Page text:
Wow, another decade draws to a close. And spare me that crap about how the new decade doesn't begin until next year--That may be technically right, but nobody cares. (Seriously, people who jump into a conversation with this nugget of 'wisdom' just need to be kicked in the nuts for aggravated dorkiness). But the 'Aughts' are over, and now we get to the 'teens.
Everyone knows that the calendar speeds up as you get older, but damn, it really doesn't feel like it's been ten years since that whole Y2K nonsense went down.
Back in late 1999, when I was working at Schwab, they wasted untold millions of dollars preparing for the digital apocalypse that never came, and as big of a pain in the ass as it was, we managed to have some fun with it. Oh, they sent out tons of mailers in everyone's monthly statements, and then had an entire web page devoted to the steps they were taking and the preparations that were being made. But that didn't matter--we still had several, shall we say, 'experienced' customers who had to be hand-held through the whole process. After awhile, it just got to be a pain in the ass.
There was this one old dude that called in about a dozen times a day because he had nothing better to do, and he was on everybody's "ah crap, there goes a half hour of my day" list. His name was "Brooker" and everyone dreaded the phone call. He was a senile old man, but had just enough marbles left upstairs to be a pain in the ass.
One day during Christmas week, Eddie B and I were wasting time over at our buddy Devin's desk. Work had finally slowed down a bit, so we were goofing off over there talking about all the usual guy stuff--fantasy football, the college bowl games, Leslie in Trade Support's legs...--when Devin's phone rang. We thought it would be a quick 'quote call', but it was Brooker calling in. Devin snapped his fingers at us to get our attention, and he put the call on speaker-phone. The first thing the old guy says is Hey, tell me about this whole Y2K thing.
Not a conversation you want to involve yourself in. If you rise to the challenge, the rest of your day is gone. Eddie and I shook our heads in sympathy, thinking, Oh man, that sucks but on the inside we were thinking Whew--better him than me!
Devin, however was pretty savvy. The first thing he said was Oh yes sir Mr. Brooker, we have a team of specialists that can assist you with all of your questions about that--one second I'll transfer you over.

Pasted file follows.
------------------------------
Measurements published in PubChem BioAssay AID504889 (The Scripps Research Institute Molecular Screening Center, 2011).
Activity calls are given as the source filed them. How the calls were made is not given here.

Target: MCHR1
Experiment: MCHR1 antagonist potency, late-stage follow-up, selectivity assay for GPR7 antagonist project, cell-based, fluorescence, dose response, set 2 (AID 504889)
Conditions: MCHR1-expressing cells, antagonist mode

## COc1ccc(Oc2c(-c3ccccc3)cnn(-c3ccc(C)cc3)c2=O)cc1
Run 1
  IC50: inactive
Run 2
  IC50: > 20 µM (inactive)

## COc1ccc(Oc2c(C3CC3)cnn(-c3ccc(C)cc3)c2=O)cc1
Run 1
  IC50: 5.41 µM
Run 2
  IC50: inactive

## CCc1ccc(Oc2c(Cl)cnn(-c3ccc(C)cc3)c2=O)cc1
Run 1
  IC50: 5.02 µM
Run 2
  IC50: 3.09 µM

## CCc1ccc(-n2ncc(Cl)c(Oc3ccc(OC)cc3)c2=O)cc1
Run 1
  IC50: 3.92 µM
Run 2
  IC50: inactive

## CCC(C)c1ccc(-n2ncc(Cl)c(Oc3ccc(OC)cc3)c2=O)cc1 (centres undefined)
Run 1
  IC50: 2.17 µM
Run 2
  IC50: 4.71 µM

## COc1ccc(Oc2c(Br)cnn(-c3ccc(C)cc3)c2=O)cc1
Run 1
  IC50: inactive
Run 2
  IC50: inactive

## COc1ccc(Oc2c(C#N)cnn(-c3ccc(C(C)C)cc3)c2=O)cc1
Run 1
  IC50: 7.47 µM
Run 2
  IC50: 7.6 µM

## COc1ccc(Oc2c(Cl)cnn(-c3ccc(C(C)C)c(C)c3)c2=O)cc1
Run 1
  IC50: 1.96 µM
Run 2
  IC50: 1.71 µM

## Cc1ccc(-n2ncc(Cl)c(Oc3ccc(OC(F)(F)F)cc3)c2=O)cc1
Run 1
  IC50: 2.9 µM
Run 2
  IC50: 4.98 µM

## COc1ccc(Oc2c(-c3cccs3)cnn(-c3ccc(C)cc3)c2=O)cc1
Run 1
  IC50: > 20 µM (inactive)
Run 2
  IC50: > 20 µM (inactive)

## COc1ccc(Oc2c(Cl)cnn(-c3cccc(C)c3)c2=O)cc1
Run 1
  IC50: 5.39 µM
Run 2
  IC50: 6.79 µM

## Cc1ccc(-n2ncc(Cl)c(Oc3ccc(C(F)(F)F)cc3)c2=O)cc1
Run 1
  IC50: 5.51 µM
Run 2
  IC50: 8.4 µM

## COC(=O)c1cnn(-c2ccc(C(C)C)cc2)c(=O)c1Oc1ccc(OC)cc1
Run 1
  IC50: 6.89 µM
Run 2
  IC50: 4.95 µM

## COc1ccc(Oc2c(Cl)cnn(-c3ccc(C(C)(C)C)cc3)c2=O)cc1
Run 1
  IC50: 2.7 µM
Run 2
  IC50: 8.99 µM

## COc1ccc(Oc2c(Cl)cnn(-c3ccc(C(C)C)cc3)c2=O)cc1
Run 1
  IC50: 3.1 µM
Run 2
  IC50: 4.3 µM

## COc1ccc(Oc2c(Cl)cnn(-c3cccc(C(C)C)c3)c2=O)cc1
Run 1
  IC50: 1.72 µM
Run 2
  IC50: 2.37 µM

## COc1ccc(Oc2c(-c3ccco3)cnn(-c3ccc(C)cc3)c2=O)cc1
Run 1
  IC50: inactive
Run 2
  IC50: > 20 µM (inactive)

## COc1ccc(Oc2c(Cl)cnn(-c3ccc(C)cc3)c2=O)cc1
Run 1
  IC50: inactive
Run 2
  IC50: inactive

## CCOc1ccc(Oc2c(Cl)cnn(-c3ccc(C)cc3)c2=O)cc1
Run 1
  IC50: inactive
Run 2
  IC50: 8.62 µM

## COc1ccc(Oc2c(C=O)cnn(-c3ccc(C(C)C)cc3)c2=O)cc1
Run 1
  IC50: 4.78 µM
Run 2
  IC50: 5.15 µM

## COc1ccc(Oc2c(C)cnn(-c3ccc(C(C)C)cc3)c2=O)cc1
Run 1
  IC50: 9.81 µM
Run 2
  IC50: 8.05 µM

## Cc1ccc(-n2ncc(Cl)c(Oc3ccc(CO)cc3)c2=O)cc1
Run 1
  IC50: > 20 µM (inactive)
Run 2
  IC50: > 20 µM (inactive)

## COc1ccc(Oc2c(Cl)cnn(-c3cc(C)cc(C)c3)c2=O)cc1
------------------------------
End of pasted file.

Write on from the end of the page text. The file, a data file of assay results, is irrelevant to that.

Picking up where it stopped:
We thought he was gonna just dump the call back into the general call-center 800-line queue, but instead, he transferred old man Brooker to our Chinese Telebroker line. Yeah, it was a voice activated, menu-driven automated trading line, but all in Mandarin Chinese.
At the time, it was one of the funniest f*cking things I've ever heard. We sat there laughing our asses off for a good ten minutes listening to this guy on speakerphone lose his shit cursing at the disembodied Chinese voice on the conference line. Good times!
It's hard to believe that it was so long ago. It sure doesn't seem like ten years.
I've already mentioned in an earlier post how we all had to work on New Year's Day at 6:00 am, because the geniuses at company HQ just knew we'd be getting thousands of calls that morning. It didn't stop us from having a great time the night before.
I took my psycho-girlfriend-with-the-huge-rack Corinne out to dinner at the Macaroni Grill, then we met up with everyone else over at Devin's house for the big party. We bailed at 12:30, went back to my place to crash for a couple of hours, then got up at five to go to work (yeah, she worked there at Schwab, too). The day was a total waste, but at least misery had company. We sat there throwing the nerf football around the cube farm and setting up a full-on 18-hole putting course to keep ourselves entertained, but none of us took a single call. They cut us loose after just three or four hours.
I remember walking out and getting sidetracked by a couple of my friends, and we ended up sitting in the bar all day after that, drinking pitchers of beer and making jokes about what we were gonna do with all the canned goods and bottled water we'd been stocking up on.
But the year 2000 was memorable for a lot of reasons. I remember teaching one of my famous option trading classes in early April, and that Friday, the 14th, we finished up and the entire class escaped the office and went to lunch at Houston's. We were watching the TV in the bar, tuned to CNBC, and saw that the market was taking a huge dump--down around 500 points with just an hour left until the closing bell. Since we were all in the finance biz, that was the topic of conversation all during lunch, and I remember saying Oh well, it just means that everything will be on sale on Monday!